Just below the twisting road that winds through the scenic Barranca de Metztitlan, stands the squat 16th century church of San Pedro Tlatemalco, an early visita of Santos Reyes Metztitlan.
The church was originally much taller and more imposing, as the facade diagram below reveals and its broad, out of scale belfry indicates. In fact, now only the upper section of the building remains above ground, its lower parts having been buried by landslides from the steep cliffs of the barranca above.
The original doorway is still below ground. Today, the old choir window, framed by an alfiz ornamented with carved rosettes and currently gaily painted red and blue, serves as the diminutive, arched entry. As some of these photographs show, the church is still subject to periodic flooding.
Inside the church, the low vault and the present side windows now almost at ground level confirm this partial infilling of the nave. Holes for the beams that once supported a raised choir can still be seen, also just above the floor.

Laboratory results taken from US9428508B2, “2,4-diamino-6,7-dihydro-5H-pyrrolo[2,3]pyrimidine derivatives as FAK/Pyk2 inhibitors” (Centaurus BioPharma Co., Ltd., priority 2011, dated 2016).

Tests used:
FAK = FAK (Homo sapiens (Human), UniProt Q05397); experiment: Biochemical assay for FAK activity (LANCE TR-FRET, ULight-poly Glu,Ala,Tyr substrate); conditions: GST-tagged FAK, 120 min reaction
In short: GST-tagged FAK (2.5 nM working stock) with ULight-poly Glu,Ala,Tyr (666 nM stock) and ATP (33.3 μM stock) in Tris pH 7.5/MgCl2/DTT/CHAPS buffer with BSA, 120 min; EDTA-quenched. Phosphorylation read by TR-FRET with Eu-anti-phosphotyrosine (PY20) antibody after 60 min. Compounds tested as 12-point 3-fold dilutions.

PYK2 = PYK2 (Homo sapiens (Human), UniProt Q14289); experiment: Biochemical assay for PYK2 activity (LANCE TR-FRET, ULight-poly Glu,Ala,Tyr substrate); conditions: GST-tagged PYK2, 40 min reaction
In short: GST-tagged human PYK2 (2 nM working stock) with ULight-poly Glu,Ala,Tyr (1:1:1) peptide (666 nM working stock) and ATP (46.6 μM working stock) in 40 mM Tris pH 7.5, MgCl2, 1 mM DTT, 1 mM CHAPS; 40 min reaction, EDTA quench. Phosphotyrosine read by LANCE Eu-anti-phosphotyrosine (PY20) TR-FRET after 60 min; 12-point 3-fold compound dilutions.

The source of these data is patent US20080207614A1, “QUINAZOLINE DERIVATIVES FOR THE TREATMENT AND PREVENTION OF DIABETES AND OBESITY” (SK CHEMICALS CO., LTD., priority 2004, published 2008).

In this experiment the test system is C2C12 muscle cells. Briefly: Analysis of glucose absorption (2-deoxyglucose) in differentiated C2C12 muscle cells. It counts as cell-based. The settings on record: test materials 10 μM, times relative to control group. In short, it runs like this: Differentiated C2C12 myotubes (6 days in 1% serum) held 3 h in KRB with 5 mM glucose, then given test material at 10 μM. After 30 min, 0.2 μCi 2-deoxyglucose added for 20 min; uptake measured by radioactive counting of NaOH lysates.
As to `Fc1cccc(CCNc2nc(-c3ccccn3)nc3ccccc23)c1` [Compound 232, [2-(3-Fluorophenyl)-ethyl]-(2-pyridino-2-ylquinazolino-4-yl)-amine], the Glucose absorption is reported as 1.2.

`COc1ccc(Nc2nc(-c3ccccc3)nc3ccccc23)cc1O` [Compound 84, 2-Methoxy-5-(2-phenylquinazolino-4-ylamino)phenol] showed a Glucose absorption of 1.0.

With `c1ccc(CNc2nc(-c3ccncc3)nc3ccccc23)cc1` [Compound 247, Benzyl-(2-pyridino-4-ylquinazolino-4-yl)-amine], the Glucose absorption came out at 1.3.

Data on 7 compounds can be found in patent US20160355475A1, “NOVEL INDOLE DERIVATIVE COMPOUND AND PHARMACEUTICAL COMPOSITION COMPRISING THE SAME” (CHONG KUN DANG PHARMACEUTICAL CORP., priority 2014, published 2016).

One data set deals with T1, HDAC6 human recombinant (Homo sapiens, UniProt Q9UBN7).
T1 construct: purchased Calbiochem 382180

In addition, a cave like aperture, set back on the south side of the church, is the eroded head of an archway that may formerly have fronted a raised open chapel, an identification supported by its elevation as well as the still visible sections of another carved alfiz (see diagram; red line indicated present ground level).
The rest of the convento, further to the south, is entirely buried. Tales of eery howlings in the night, which once gave the mission the reputation of being haunted or possessed, were traced to missing dogs or other animals trapped in isolated sunken pockets in the old conventual rooms.
text © 2009 & 2013 Richard D Perry.
color images by the author, and courtesy of Niccolo Brooker and Diana Roberts
diagram © Pablo Escalante.
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